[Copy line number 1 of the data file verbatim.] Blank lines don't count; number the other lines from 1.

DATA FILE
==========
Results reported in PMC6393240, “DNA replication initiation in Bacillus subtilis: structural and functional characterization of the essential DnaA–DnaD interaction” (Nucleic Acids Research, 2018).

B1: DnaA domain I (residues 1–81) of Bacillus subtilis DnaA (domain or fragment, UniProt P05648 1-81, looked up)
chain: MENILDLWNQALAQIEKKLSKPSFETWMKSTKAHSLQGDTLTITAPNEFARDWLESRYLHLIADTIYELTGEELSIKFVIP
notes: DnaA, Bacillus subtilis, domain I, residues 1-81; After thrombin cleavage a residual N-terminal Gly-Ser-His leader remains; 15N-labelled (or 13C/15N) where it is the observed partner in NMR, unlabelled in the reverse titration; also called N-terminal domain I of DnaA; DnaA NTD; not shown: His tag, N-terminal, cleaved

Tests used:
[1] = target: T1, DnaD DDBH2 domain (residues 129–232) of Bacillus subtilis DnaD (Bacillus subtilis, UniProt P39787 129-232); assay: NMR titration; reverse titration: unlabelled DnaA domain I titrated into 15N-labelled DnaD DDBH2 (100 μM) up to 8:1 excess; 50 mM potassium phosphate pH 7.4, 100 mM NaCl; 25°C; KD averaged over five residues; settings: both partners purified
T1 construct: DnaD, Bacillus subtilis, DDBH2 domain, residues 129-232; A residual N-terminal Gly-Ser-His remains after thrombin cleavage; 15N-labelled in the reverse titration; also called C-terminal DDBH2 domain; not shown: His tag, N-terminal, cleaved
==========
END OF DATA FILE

Results reported in PMC6393240, “DNA replication initiation in Bacillus subtilis: structural and functional characterization of the essential DnaA–DnaD interaction” (Nucleic Acids Research, 2018).